At first impulse if someone were to ask me if I’m superstitious I’d probably say no. Yet upon further reflection I kind of am. I do my best to avoid wearing any team colors of teams the Minnesota Wild may be facing that night. I have a ‘lucky’ shirt I wear under my polos on Wild game nights and I try my best to avoid typing ‘Wild win’ on Twitter before time expires but I have a bit of a confession to make. On Monday, March 19th at approximately a little past 9:30PM I posted the following tweet.
I didn’t say the Wild won the game, but considering there was about a minute left I felt confident in tossing out this celebratory video in honor of Joel Eriksson Ek‘s go-ahead goal. As soon as I pushed it out there I had a bad feeling I had jinxed the team and not even 20 seconds later the Kings tie the game up and eventually win in overtime. So if you have to be angry about Monday’s game folks, blame me. Well, please don’t, since I’m not the one getting paid millions of dollars to play hockey.
So now fans and players have had a few days to stew over the Wild’s overtime loss. Meanwhile the Predators just keep right on winning.
1st Period Thoughts: Watching the opening moments of this game, I just worry that this will turn into a horror movie early. You know that Geico commercial where they troll horror movies, like not going in the barn with all the hanging, rusty knives and blades? That’s how I feel about playing Nashville these days. It’s just something where when you know better, you just don’t do it. However unlike the characters in a horror movie, the Minnesota Wild really don’t have a choice about this game. But they do have a choice about how they play and the effort they put forth. I know we frequently rag on Mikko Koivu here, but I have to applaud his chance on goal. While the puck didn’t go in, it proved that Pekka Rinne isn’t invincible as he had no idea where that puck went. He doesn’t have many of those moments, so it’s imperative to take advantage of them. While not much is really happening through the midway point of the period, I can’t really criticize the Wild too much. I’m liking that they’re getting the puck into the offensive zone and getting shots on Rinne. The key to this game is going to be remaining calm in defensive zone. For the first half of the period, it seemed like the Wild were accomplishing that. The skaters were controlling Devan Dubnyk’s rebounds and getting the puck out of the zone. However Ryan Johansen played a calm game of his own. He got a shot on Dubnyk that bounced back to him, and while Dubnyk was down, pounced on his own rebound and got it past Dubnyk. Now we need to see the Wild not play a panicked game yet it still needs to have intention. And I can’t always say that’s something this team does well. Either they’ll get a lead and then play the lazy game and allow the opposition back into the game or they get down and wait too long to try and get back into it. Plus, the Wild can’t claim they’re tired as they’ve had a bunch of days off. As this game goes into the second half of the opening period, the Wild are struggling getting past the neutral zone. The next real scoring chance came by none other than Eric Staal. So while that line has showed up (to a degree as it took about 15 minutes), you have to wonder where everyone else is. However that shift seems to have inspired the 4th line to get some zone time and shots as well. When you get a couple of decent shifts, you would think that would inspire the Wild to continue to push. Nope, instead Charlie Coyle takes a tripping penalty. I’m not a big fan of penalties late in the period, but I really dislike them against a team like Nashville. Thankfully this would be a killed penalty, now what they do will be telling. Will they use it as momentum or will they sit back? Clearly Jason Zucker was looking for the puck in front of Rinne and took some punishment for it. Now that the Wild have gotten out of this period just down 1-0, they need to get their feet moving and figure out how to get more zone time and shots. I would venture that the first two minutes of the 2nd period will tell us how the rest of this game will go.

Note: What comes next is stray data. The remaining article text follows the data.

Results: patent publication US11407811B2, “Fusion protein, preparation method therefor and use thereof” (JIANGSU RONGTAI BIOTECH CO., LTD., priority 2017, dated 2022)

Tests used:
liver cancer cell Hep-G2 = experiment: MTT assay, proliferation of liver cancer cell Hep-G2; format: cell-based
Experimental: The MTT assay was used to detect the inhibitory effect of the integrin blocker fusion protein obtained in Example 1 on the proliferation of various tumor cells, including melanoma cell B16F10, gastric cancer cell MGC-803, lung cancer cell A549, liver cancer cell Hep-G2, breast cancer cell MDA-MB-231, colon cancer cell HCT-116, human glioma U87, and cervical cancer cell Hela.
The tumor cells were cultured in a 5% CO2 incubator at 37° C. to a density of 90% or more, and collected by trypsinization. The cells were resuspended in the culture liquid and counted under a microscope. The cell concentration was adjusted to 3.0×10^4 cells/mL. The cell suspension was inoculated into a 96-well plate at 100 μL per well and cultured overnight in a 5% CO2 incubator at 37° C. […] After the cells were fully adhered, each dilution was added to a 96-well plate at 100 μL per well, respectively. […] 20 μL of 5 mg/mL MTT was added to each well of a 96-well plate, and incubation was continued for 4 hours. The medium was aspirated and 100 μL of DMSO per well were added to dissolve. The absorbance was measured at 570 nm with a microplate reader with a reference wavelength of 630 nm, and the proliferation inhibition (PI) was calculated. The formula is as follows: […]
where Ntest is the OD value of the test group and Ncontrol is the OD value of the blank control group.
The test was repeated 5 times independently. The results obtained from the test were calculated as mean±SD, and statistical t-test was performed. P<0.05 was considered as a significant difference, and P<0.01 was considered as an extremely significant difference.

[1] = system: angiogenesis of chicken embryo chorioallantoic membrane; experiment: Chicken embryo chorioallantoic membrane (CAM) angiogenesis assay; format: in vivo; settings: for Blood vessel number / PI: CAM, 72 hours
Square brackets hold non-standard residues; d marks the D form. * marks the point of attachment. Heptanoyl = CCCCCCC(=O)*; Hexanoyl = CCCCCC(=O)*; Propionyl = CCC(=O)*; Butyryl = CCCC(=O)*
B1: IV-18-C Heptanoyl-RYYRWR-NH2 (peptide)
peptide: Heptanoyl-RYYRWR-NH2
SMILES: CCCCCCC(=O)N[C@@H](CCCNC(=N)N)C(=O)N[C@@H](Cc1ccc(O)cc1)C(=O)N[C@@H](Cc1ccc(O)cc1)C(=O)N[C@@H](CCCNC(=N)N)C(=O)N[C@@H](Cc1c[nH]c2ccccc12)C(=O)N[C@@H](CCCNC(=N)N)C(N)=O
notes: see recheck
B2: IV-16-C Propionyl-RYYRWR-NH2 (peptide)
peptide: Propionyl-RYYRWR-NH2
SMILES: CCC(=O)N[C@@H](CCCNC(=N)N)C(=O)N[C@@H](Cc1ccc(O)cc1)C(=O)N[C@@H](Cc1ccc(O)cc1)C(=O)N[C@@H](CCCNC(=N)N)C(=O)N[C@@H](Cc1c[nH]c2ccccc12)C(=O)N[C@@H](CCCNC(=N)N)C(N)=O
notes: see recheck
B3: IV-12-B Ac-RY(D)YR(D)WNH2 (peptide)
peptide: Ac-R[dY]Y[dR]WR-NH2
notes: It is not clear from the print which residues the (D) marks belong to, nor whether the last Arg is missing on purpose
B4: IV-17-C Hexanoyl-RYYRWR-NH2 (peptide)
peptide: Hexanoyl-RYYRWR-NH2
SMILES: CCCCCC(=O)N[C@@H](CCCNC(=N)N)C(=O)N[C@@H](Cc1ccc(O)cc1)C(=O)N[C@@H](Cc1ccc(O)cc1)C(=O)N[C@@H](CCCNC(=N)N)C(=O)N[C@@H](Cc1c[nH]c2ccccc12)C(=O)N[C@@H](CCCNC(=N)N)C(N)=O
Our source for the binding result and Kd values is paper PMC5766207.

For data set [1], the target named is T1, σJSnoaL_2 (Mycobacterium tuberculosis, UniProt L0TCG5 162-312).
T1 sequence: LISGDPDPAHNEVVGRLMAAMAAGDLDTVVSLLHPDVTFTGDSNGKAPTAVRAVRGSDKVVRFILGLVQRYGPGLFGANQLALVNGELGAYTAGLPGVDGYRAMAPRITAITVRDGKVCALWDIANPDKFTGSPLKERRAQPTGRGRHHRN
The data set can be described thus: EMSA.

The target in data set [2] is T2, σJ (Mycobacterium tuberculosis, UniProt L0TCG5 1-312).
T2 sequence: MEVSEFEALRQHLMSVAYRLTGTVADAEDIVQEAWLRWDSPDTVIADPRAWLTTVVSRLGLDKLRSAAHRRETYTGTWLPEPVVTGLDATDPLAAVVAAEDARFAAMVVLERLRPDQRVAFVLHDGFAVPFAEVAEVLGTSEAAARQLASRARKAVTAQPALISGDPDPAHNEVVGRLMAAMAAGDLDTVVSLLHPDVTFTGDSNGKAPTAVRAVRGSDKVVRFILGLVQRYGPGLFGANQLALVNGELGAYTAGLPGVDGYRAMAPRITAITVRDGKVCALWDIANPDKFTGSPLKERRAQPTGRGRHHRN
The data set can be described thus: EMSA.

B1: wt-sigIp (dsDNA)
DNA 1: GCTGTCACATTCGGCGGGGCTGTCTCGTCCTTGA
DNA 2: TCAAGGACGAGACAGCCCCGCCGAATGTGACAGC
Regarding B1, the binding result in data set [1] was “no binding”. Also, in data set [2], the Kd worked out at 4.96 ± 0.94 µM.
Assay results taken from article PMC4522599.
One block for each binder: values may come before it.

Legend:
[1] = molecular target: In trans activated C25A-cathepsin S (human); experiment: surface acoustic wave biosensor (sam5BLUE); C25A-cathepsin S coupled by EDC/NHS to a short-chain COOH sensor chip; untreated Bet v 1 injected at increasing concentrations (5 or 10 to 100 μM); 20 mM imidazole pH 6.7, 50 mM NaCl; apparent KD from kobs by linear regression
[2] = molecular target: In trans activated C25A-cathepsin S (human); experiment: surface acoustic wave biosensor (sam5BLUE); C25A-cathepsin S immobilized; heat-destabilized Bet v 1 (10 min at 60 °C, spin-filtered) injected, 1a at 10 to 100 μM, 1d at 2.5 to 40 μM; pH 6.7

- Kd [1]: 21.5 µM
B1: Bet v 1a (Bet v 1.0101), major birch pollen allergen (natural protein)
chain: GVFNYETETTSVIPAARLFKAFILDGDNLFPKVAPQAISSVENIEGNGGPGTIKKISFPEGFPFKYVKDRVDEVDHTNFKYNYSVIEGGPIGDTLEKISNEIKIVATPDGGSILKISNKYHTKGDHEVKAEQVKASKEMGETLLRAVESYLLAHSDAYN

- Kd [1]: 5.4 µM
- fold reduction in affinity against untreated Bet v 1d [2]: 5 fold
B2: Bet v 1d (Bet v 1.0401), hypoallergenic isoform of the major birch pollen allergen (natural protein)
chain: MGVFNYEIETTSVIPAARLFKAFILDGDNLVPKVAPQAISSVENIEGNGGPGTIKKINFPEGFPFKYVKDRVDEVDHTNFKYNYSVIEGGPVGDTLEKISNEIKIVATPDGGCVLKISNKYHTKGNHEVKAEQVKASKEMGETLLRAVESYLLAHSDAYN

2nd Period Thoughts: This is a weird world we live in. We are one of the few teams with a winning record against Nashville. Not to mention we’re the only (I believe) who swept their season series against the Vegas Golden Knights. Crazy how you can beat two of the best teams in the league, but then you struggle against Arizona. Early in the period, Ryan Murphy would get a nice blast on Rinne. I have to say I like the effort that players like Murphy and Nick Seeler have shown in their few appearances this season. And it’s those lesser players including the hard work with Daniel Winnik and Marcus Foligno that created the frenzy in front of and behind Rinne that gave Joel Eriksson Ek that space to tie up the game. Not only did the 4th line get the Wild on the score board, but they also drew their first penalty with Filip Forsberg going to the box for cross checking. Can I say how refreshing it is to see the Wild’s top line on the ice for the power play? I’ve gotten pretty jaded when it comes to this team’s power play, as I expect to see Koivu, Zach Parise, and Nino Niederreiter or Coyle. Watching them on the power play pretty much triggers some epic narcolepsy. It wasn’t a great power play, but it wasn’t the worst we’ve seen this season. There’s been some questionable officiating this game. Things on both sides that should have been called but wasn’t just makes you shake your head. Tyler Ennis had a great break away but had his legs taken out from him by Viktor Arvidsson and there was no call. Sure, you don’t want referees to dictate the game, but there are certain things that need to be called. The Wild would head back to the power play with Johansen getting called for slashing. Remember my discussion about narcolepsy and the Wild power play? Yeah, well looks like the Koivu power play unit is going to get the entire two minutes, which pretty much means a waste of power play time. If all we’re going to do is play that line, I’d rather not be on the power play. After Nashville easily killed the penalty, Murphy comes up big with his hard work and getting the puck to Niederreiter, whose hard work of his own gave the Wild the go-ahead goal. Tonight’s sub-story is going to be the hard work of the 4th line. As the period heads into its final few minutes, I have to wonder what is going on. I have never seen so many bad back-to-back passes, and on both sides. Yet it’s far more stressful when I see the bad passing by the Wild, especially in their own zone. With 1 minute and 21 seconds remaining in the period, Nashville would be called for too many men. At least this power play is starting with players not named Parise or Koivu. Sadly the bad passing would continue into the power play. The stretch of bad passing needs to end if they want any chance of extending the lead and have any hope of coming out on top in this one.